What if we were to give primacy not to the legislation but to the instructions? Put like that it sounds absurd, but what if we were to ask instead, what if we were to give primacy not to the technical coding, but to the agreed and understood system requirements.

The effect in one way would be related to purpose clauses and recitals, both of which try to make clear what the legislation is intended to do before getting into all the detail of doing it – though neither of which seemed to find much favour in the discussion. But it would be a much bigger change than that. Perhaps the most powerful feature would be that they could start at the level of architecture, embodying a version of the network diagram at the top of this post. They would map the landscape to set the reader’s bearings before diving down into the greater detail. They would shift the political debate, with the primary question always being whether the intention is clear and has been fully captured, rather than time and energy being spent on technical amendments which nobody understands.

More subtly, they offer some chance of bringing some of the narrative clarity of case-based law to the more arcane structures of statute-focused law. Richard Heaton made a powerful point that much law is taught and learned through stories, the cases which bring the law to life and set its boundaries in a way very different from the endless technical detail of administrative and other areas of law. That immediately makes it easier to engage the interest and contributions of the great majority of people who are constantly affected by laws of which they have little understanding and over which they have little influence.

So my modest proposal is this. Recognise instructions to counsel for what they are: the definitive statement of what the law should be. Let that be debated by parliament – and by all the rest of us. Treat everything we currently see as legislation as technical implementation of that architecture, still vitally important, still needing the highest quality of professional skill in its construction and application, but of no more interest to non-specialists than the source code of a browser is to those reading these words.

This may be a completely ludicrous idea. I am more than half inclined to think it is myself. But let me end with a thought experiment. If we had the freedom to start again completely, without any sense of how law should best be made and without any burden of history or tradition, what might we then invent? And would that be more like the Westminster model we are all so familiar with, or might it be closer to the approach I have sketched out here?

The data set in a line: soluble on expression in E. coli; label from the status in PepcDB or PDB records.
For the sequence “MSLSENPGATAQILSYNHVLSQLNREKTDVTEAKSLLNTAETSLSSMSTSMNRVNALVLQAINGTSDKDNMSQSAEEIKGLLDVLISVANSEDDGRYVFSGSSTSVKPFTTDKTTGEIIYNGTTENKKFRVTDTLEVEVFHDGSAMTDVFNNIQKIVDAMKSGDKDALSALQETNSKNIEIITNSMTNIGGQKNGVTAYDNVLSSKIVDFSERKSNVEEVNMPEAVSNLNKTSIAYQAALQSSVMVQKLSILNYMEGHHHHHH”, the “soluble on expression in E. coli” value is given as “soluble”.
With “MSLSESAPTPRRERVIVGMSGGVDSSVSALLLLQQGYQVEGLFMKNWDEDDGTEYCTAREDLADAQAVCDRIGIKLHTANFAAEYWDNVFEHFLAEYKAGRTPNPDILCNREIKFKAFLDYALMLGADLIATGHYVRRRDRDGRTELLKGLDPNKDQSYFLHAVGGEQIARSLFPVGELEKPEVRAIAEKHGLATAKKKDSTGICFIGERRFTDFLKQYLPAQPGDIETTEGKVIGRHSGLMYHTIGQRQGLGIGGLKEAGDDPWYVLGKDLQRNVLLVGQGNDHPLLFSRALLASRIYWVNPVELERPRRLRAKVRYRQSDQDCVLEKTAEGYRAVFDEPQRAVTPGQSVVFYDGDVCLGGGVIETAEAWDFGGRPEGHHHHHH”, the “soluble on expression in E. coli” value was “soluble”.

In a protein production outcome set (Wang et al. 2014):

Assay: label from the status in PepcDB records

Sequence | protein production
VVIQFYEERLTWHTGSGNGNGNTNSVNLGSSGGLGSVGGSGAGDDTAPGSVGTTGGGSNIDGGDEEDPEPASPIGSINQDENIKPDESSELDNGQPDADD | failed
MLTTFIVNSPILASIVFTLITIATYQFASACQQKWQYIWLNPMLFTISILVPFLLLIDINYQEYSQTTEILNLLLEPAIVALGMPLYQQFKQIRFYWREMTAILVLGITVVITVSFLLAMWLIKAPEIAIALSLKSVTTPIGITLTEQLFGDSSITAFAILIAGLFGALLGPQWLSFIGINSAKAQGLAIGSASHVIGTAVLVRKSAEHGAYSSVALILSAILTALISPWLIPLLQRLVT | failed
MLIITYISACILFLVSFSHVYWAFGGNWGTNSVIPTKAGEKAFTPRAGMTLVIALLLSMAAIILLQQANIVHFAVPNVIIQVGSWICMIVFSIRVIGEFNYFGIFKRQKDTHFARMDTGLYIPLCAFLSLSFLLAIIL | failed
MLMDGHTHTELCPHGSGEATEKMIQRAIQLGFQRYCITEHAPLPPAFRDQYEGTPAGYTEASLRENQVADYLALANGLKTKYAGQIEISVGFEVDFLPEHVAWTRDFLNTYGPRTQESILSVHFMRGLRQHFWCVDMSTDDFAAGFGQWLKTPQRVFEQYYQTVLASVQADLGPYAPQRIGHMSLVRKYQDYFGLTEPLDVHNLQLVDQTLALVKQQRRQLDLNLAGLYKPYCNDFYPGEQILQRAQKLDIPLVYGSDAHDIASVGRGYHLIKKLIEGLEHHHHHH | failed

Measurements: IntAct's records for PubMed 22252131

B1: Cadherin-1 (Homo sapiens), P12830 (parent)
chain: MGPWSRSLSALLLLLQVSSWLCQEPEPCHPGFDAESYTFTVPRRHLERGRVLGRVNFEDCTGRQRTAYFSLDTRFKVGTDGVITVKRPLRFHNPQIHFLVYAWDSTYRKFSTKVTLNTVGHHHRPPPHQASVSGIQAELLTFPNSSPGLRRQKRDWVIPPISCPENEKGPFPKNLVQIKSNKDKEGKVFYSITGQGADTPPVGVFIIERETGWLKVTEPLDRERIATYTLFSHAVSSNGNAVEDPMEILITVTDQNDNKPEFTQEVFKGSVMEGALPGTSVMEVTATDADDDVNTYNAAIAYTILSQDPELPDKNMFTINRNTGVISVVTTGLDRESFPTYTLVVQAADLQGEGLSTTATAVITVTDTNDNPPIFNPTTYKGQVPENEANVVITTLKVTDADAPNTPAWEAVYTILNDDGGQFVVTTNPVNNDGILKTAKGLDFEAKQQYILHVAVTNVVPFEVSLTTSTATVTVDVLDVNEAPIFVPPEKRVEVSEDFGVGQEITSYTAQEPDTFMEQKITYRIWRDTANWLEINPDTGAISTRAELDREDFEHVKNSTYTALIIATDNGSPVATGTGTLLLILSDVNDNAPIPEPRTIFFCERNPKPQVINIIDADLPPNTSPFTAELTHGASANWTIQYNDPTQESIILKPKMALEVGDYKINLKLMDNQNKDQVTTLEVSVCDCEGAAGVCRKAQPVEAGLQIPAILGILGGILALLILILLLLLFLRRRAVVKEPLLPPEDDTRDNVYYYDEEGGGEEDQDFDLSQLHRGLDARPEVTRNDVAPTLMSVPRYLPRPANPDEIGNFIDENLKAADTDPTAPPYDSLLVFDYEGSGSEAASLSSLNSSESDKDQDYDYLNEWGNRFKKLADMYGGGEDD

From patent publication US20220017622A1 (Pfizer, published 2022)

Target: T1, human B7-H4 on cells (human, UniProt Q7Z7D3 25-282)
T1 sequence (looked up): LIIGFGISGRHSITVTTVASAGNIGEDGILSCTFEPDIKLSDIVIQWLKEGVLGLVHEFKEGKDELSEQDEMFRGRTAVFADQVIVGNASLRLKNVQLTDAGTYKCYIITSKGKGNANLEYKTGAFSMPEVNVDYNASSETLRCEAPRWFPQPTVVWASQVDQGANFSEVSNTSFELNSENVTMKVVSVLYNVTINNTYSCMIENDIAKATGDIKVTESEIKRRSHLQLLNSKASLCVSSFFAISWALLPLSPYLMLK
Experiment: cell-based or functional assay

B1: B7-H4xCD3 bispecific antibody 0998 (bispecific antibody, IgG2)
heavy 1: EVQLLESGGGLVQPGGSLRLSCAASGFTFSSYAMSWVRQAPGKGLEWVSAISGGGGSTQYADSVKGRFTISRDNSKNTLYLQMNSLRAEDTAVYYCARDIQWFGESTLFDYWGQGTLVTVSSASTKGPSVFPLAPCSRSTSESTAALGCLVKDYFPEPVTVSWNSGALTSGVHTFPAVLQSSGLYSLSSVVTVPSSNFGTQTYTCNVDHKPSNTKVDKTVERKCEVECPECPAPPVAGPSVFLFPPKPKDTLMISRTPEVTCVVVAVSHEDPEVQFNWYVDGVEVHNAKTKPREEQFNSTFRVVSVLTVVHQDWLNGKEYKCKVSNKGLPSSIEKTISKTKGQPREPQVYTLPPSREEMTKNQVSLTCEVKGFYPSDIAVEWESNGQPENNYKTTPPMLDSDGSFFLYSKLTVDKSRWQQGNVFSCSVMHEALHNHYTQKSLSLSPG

Source code picture by Sebastian Delmont, licensed under creative commons


  1. Interesting post and one that everyone needs to consider because the law affects them. Yet, I have to wonder if we are in danger of debase the law, and ourselves, by thinking of the law as a computer language. Human life, fully understood, does not follow a computer logic because it frames computer logic. By contrast, human life does not stand outside of nature and its logic. Thus, we are bound, as rational animals, to attempt to discover the law and what it means and how we are to live. Societies in the past (and present) have tried to live by strict laws and yet, they find that they have to constantly revise and adapt to the human condition. Expert systems are never the answer because they can never be better than the expert. For the reasoning behind that statement it is the same reason why we cannot build a “thinking” computer.

    What we see in this attempt is a modern fallacy and a modern conceit that we can do away with philosophy and political philosophy, of which the law is a subset, for discovering the best way to live. I think it is best to return to Plato’s dialogue Minos and start from there for our journey.

    I thank you for a stimulating post and one that helps us begin the journey to thinking again about the law.

    1. That’s a very interesting challenge, and one which we should all take seriously. Let me offer three quick thoughts in response.

      1. Analogies are always imperfect and so need to be used with great care. I stand by the view that thinking of the law as if it were code can help illuminate some of the challenges; I wouldn’t want to argue – and hadn’t intended to argue – that the law is or should be code.

      2. ‘Law’ is a very general term. The task of determining whether or not someone has committed murder (or whether it is murder that they have committed) is very different from determining whether somebody is entitled to a pension or has broken the speed limit (and speed cameras have already completely dehumanised the latter). Different tools and approaches may be useful in different contexts.